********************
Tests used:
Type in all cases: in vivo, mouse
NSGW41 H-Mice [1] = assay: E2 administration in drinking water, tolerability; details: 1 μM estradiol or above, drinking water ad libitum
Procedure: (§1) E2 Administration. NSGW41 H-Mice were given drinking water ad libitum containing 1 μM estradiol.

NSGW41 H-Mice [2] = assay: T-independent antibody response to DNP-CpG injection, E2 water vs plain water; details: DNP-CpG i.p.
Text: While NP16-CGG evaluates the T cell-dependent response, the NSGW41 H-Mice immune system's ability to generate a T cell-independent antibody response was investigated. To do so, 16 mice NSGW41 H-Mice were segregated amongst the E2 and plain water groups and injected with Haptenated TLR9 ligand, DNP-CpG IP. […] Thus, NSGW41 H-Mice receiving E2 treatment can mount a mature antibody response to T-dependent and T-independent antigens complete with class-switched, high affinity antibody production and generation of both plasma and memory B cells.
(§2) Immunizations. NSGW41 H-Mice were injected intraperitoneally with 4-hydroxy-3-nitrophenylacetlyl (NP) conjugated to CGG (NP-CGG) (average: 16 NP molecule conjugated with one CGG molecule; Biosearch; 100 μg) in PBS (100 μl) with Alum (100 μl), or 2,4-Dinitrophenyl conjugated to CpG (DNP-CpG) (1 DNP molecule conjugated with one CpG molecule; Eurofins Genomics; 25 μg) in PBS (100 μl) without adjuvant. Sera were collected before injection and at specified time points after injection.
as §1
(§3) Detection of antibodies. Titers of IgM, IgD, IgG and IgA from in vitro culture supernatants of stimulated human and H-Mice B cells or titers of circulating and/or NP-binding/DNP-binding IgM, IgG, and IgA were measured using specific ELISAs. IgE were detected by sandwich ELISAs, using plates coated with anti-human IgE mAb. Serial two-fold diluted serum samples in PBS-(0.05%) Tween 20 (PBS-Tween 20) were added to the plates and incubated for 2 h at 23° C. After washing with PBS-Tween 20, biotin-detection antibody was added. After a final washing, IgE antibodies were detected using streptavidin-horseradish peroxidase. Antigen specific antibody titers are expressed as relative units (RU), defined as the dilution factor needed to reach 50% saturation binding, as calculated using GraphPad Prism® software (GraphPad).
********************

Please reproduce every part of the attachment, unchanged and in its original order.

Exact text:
Tests used:
Type in all cases: in vivo, mouse
NSGW41 H-Mice [1] = assay: E2 administration in drinking water, tolerability; details: 1 μM estradiol or above, drinking water ad libitum
Procedure: (§1) E2 Administration. NSGW41 H-Mice were given drinking water ad libitum containing 1 μM estradiol.

NSGW41 H-Mice [2] = assay: T-independent antibody response to DNP-CpG injection, E2 water vs plain water; details: DNP-CpG i.p.
Text: While NP16-CGG evaluates the T cell-dependent response, the NSGW41 H-Mice immune system's ability to generate a T cell-independent antibody response was investigated. To do so, 16 mice NSGW41 H-Mice were segregated amongst the E2 and plain water groups and injected with Haptenated TLR9 ligand, DNP-CpG IP. […] Thus, NSGW41 H-Mice receiving E2 treatment can mount a mature antibody response to T-dependent and T-independent antigens complete with class-switched, high affinity antibody production and generation of both plasma and memory B cells.
(§2) Immunizations. NSGW41 H-Mice were injected intraperitoneally with 4-hydroxy-3-nitrophenylacetlyl (NP) conjugated to CGG (NP-CGG) (average: 16 NP molecule conjugated with one CGG molecule; Biosearch; 100 μg) in PBS (100 μl) with Alum (100 μl), or 2,4-Dinitrophenyl conjugated to CpG (DNP-CpG) (1 DNP molecule conjugated with one CpG molecule; Eurofins Genomics; 25 μg) in PBS (100 μl) without adjuvant. Sera were collected before injection and at specified time points after injection.
as §1
(§3) Detection of antibodies. Titers of IgM, IgD, IgG and IgA from in vitro culture supernatants of stimulated human and H-Mice B cells or titers of circulating and/or NP-binding/DNP-binding IgM, IgG, and IgA were measured using specific ELISAs. IgE were detected by sandwich ELISAs, using plates coated with anti-human IgE mAb. Serial two-fold diluted serum samples in PBS-(0.05%) Tween 20 (PBS-Tween 20) were added to the plates and incubated for 2 h at 23° C. After washing with PBS-Tween 20, biotin-detection antibody was added. After a final washing, IgE antibodies were detected using streptavidin-horseradish peroxidase. Antigen specific antibody titers are expressed as relative units (RU), defined as the dilution factor needed to reach 50% saturation binding, as calculated using GraphPad Prism® software (GraphPad).